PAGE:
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Top Tips For Mens Health

Men – Listen Up, It is Time to Get Healthy!

At birth, males already have a life expectancy around 4 years fewer than females according to New Zealand health statistics. But what causes this inequality? Sadly, research shows that men have higher mortality rates as a result of heart disease, melanoma, prostate cancer, and diabetes.

What you eat makes a real difference when it comes to your health!

Guys, it might be no surprise that you fall well short when it comes to the amount of fruit and veggies you have, but you may not be aware that another issue is that you are prone to store excess fat around your stomach. This is called visceral fat and high levels of this type of fat are a risk factor in many diseases including diabetes, heart disease, and cancer. Along with these chronic diseases, depression and infertility are also a reality for many men.

The good news is that these diseases and conditions are largely preventable or treatable with healthy lifestyle habits and appropriate screening and recognition.

So what can you do? Here goes…

1) Eat more fresh fruit and vegetables – the current recommendations are at least 2 fruit and 3 veggie servings (or handfuls) each day and this should be considered an absolute minimum, particularly for the vegetables. Salads for lunch, extra veggies at dinner (and not just potatoes please!). Choose a range of seasonal fresh produce, with different colours to ensure a wide range of valuable nutrients.

2) Chose lean cuts of unprocessed meat, and be aware of portion size – a palm sized serving is a good guide, about 150g.

3) Ensure that you are incorporating foods which are packed with zinc and selenium every day. These minerals have important functions in the body such as providing antioxidants, reducing infertility, and regulating the blood sugar.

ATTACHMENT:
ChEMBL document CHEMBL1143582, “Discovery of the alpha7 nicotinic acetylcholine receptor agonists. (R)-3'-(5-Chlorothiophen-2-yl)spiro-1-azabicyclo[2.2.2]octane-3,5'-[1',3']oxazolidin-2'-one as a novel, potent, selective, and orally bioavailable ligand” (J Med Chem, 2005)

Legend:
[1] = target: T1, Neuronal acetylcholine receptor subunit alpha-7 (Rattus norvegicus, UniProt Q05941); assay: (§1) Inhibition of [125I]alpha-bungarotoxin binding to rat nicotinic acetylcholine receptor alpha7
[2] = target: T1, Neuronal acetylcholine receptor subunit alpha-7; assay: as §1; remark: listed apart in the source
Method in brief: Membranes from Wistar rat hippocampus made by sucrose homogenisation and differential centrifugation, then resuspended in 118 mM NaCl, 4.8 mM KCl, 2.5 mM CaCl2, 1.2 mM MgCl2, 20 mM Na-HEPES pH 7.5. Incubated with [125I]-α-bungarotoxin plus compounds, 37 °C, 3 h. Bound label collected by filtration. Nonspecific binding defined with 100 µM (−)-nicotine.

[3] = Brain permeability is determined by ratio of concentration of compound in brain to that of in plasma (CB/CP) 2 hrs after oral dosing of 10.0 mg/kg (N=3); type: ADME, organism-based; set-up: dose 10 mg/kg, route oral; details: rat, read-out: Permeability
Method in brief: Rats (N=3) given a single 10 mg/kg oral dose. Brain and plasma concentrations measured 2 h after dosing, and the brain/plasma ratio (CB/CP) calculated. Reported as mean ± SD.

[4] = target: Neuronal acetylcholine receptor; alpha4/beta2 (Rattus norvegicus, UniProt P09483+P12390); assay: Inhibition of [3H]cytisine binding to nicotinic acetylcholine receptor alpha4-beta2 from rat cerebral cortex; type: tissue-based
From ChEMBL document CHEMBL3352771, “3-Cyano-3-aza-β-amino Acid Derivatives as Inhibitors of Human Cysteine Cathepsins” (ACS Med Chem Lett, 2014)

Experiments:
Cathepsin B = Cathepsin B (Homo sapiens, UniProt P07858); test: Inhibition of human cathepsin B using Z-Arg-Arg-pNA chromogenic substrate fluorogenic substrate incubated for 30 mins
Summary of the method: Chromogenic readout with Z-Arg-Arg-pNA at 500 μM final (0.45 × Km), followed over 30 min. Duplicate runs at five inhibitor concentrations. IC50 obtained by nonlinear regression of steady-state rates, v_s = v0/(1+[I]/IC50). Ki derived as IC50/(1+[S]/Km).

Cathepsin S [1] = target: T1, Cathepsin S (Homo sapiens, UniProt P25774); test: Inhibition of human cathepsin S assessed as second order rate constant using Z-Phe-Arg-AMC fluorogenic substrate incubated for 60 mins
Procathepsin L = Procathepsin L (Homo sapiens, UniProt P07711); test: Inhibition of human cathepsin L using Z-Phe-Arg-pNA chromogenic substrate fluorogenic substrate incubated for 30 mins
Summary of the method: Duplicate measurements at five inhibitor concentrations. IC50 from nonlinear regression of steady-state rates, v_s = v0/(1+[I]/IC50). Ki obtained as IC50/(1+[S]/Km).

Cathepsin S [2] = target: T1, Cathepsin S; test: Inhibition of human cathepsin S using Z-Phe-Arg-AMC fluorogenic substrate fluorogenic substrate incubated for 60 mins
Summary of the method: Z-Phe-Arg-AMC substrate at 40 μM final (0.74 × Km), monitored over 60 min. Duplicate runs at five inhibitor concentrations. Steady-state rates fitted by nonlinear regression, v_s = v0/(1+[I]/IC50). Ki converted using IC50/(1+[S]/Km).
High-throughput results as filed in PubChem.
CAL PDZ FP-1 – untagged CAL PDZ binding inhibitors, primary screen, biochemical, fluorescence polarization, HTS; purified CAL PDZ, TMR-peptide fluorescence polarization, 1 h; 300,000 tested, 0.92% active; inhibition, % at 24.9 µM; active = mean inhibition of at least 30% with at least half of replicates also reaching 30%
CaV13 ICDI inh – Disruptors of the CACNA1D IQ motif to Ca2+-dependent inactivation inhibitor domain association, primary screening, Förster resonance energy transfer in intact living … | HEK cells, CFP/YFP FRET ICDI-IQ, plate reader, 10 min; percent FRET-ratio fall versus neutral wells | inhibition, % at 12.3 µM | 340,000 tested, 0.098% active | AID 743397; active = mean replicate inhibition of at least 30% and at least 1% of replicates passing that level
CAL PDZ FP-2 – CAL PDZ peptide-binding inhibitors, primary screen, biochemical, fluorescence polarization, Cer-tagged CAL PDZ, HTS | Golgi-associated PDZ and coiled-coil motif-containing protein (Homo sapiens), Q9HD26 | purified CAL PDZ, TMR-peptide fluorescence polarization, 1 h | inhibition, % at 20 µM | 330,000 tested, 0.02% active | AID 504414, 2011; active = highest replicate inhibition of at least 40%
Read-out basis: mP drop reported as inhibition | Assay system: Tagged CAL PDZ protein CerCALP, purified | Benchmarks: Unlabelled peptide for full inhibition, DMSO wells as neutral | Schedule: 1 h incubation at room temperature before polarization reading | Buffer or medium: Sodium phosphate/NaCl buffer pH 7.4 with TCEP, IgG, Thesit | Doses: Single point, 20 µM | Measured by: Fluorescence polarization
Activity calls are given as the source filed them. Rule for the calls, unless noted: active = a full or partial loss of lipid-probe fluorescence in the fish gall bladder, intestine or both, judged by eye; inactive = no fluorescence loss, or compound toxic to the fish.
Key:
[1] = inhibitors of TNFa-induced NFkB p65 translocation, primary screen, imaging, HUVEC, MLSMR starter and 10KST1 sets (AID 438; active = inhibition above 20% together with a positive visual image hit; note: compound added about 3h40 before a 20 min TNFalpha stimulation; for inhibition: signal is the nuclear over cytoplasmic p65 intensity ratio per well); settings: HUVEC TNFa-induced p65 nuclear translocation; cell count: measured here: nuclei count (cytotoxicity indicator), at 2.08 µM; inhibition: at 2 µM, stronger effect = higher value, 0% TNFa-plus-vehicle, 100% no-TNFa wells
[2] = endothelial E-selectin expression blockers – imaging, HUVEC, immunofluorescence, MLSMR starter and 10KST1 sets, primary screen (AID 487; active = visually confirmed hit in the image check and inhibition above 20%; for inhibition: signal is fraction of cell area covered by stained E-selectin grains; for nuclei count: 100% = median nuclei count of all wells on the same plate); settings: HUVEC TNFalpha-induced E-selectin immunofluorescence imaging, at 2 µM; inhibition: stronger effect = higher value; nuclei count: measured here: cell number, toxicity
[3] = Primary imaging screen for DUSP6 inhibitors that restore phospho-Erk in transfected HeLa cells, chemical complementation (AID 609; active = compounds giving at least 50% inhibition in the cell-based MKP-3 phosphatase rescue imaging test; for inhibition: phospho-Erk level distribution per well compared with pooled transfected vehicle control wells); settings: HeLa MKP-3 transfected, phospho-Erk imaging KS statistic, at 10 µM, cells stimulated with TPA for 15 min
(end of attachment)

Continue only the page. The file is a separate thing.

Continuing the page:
Good sources of zinc are Brazil nuts and seafood.

Good sources of selenium are red meat from grass fed animals, eggs, fish, nuts and seeds (especially pumpkin seeds and walnuts), and ginger.

4) Be active each and EVERY day– partaking in physical activity each day is one of the best things you can do for your health. Join a gym, head out for a walk in your lunch break, take the stairs rather than the lift or join a social sports team.

5) Cut back on the booze – one beer here and there is not the problem, but when you are drinking every day and having more than a couple of drinks at a time it can be a problem! For men 3 standard drinks per day and no more than 15 per week is the upper limit advised by the Ministry of Health.

6) Get to the GP – we know that you guys aren’t as good at going to the GP as the ladies which means that you are less likely to get health issues picked up early. If you feel that you might have any of the problems mentioned above, perhaps it is time for a health check!

Good luck guys, look after yourselves!


By Nutritionist AUT Millennium Claire Turnbull and Nutritionist Amanda Whitford



Karastergiou, K., Smith, S. R., Greenberg, A. S., & Fried, S. K. (2012). Sex differences in human adipose tissues – the biology of pear shape. Biology of Sex Differences3, 13. doi:10.1186/2042-6410-3-13

Health of New Zealand Menhttp://www.teara.govt.nz/en/mens-health/page-1

Men and Health: A literature Review http://nhc.health.govt.nz/publications/phac-pre-2011/men-and-health-literature-review

Nutrient Reference Values for Australia and New Zealand. http://www.health.govt.nz/publication/nutrient-reference-values-australia-and-new-zealand

The New Zealand Burden of Diseases, Injuries and Risk Factors Study, 2006–2016, Ministry of Health  http://www.health.govt.nz/nz-health-statistics/health-statistics-and-data-sets/new-zealand-burden-diseases-injuries-and-risk-factors-study-2006-2016

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